The story we tell....

Just look.

I return often to certain photos.

These photos tell no story, prove nothing, impart no new information or knowledge, create (or attempt to create) no emotional reaction in the viewer. Yet I can stare at them for a good bit of time, simply sharing a moment of consciousness with a complete stranger.

I don’t know where it came from, but more and more photographers talk about telling stories through their photos.

The implication is that a photo only has artistic (or consumptive) value if it proves something, imparts new insight or knowledge, or evokes an emotional reaction. If the viewer walks away with new knowledge, information, or understanding, the “story based” photo is a success. If not, well, the photographer is sent skulking back to their storyboard.

I tried photographing like that. It is hard, not because it requires greater skill (it doesn’t), but because it required me to shape the scene in front of me for the benefit of the viewer’s gaze.

There are dangers associated with the “story-telling” approach. Most clear is that it perpetuates white supremacy in photography by reinforcing the “white gaze” phenomena: white photographers consciously or sub-consciously shaping their images to meet the expectations (and therefore the inherent prejudices and stereotypes) of almost exclusively white editors, curators, and audiences.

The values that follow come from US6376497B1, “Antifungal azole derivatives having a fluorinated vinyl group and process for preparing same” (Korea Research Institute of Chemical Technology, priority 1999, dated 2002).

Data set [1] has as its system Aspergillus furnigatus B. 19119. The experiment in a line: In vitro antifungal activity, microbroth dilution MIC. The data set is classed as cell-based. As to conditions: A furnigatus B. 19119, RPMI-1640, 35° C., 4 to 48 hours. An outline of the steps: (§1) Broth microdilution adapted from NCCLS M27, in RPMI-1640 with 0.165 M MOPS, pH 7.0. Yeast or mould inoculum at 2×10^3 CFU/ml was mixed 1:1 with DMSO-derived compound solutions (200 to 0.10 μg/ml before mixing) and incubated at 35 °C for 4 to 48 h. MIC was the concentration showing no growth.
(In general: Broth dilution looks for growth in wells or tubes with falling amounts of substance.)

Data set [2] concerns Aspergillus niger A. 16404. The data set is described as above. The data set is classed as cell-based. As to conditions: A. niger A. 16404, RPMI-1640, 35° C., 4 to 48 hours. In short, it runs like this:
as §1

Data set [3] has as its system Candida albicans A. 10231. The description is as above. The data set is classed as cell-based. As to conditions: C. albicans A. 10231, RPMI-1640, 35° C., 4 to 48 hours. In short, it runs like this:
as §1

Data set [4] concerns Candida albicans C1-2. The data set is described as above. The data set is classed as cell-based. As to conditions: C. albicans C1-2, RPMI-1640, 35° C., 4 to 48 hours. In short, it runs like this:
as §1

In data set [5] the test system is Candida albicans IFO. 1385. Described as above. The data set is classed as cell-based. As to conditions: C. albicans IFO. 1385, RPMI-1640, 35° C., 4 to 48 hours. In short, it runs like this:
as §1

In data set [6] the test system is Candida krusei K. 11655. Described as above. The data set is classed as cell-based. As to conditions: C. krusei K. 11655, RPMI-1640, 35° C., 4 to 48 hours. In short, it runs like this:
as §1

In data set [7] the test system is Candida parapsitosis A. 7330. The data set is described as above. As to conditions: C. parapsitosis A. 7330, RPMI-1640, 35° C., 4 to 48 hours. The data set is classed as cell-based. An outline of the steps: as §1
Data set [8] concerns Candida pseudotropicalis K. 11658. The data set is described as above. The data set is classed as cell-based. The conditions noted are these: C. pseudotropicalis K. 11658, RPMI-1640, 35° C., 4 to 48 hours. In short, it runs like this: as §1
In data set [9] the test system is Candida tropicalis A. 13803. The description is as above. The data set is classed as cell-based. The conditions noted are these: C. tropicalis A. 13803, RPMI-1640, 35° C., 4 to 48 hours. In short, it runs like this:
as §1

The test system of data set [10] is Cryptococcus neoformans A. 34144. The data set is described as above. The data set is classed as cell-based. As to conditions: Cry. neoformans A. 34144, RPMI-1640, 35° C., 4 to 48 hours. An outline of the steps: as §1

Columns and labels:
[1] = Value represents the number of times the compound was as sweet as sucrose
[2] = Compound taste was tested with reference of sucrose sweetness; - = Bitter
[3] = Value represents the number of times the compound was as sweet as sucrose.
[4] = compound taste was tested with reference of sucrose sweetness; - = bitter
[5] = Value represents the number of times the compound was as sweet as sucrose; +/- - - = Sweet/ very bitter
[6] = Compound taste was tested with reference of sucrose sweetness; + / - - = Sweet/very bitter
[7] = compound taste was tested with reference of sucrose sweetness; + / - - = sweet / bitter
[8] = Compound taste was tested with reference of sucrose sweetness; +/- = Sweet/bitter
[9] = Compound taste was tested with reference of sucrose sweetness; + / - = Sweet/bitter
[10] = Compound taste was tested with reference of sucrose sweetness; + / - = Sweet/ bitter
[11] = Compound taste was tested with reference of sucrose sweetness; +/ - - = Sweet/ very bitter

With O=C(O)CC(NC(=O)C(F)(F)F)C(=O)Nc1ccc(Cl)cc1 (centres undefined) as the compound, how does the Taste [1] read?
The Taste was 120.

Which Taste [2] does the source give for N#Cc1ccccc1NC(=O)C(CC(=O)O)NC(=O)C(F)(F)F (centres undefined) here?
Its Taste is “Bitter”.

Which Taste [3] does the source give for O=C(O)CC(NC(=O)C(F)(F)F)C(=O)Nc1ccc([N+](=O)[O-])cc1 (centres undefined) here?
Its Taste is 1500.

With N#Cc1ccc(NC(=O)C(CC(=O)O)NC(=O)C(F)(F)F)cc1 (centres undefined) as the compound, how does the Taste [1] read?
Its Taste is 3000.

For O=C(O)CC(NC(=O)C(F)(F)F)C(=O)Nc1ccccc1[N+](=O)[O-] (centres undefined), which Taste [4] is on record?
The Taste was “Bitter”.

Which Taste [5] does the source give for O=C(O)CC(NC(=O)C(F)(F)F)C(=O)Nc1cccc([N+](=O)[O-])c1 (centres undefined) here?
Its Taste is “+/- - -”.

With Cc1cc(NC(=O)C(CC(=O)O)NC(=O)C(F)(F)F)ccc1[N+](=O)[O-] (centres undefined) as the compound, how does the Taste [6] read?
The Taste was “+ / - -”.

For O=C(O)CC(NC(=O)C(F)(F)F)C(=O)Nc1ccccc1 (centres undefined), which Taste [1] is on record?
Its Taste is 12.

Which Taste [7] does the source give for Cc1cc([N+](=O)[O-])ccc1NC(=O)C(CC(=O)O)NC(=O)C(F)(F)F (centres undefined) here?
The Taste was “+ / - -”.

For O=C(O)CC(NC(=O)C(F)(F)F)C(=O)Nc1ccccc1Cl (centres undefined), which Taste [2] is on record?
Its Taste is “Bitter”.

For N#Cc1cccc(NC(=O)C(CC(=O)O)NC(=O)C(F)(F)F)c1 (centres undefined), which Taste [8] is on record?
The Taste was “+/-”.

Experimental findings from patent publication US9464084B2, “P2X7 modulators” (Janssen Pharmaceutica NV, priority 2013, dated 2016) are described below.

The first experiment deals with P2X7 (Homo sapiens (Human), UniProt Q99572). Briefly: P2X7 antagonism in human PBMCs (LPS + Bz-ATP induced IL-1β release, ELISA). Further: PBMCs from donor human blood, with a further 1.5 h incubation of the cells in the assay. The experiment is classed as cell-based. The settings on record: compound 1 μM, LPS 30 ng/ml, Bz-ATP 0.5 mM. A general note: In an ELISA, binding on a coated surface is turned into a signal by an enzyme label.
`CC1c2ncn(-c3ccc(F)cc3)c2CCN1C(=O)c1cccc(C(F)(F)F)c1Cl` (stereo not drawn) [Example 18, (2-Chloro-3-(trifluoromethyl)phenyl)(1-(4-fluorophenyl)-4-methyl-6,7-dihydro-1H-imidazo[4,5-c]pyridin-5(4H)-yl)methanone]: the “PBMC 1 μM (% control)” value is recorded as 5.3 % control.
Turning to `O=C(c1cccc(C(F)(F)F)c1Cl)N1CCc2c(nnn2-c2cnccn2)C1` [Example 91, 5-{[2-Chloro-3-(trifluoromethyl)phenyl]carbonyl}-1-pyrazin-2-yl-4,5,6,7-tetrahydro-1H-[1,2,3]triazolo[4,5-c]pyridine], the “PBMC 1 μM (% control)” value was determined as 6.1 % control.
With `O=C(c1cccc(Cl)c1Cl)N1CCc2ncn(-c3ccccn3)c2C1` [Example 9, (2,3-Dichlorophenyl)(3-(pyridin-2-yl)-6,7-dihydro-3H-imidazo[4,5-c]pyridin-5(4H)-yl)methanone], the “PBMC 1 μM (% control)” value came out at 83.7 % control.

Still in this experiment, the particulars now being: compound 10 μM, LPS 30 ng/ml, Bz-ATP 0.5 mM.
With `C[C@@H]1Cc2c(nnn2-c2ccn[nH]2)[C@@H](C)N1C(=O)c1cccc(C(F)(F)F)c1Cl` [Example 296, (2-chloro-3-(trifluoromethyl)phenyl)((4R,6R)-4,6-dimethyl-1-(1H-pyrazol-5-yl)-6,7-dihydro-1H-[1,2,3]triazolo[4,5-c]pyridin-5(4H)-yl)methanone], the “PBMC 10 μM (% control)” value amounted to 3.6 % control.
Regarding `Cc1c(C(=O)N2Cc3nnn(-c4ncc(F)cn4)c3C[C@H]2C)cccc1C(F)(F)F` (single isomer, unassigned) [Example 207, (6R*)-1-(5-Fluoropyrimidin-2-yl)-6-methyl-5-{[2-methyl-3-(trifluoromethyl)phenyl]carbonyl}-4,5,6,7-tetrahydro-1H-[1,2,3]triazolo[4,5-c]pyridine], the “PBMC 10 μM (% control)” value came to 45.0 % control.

And if something is repeated enough, it loses meaning. Anyone with time and enough money to buy a smartphone and internet access can share their photo stories on social media sites.

But how much of what you see on Instagram has any real meaning? I’d bet that 99 out of 100 photos in your Instagram feed are photographs attempting to recreate someone else’s style, photographs edited to tell you what to see, or hyper-saturated filtered selfies and landscapes.

How much photography just looks anymore?

I leave you with the thoughts of John Szarkowski, written in Spring 1967:

“The photographer who was responsible for the meaning of (their) own observation could … look first and shoot afterwards, showing that which (they) had already consciously edited.”

Below is a gallery of 15 images in which I looked first and shot second.

To the extent that any have captions now, which may now try to pull meaning from or read meaning into, the images were consciously edited before the image was taken.

Click on the first photo to see the complete photos in gallery format.

Leave a Reply

Your email address will not be published. Required fields are marked *

This site uses Akismet to reduce spam. Learn how your comment data is processed.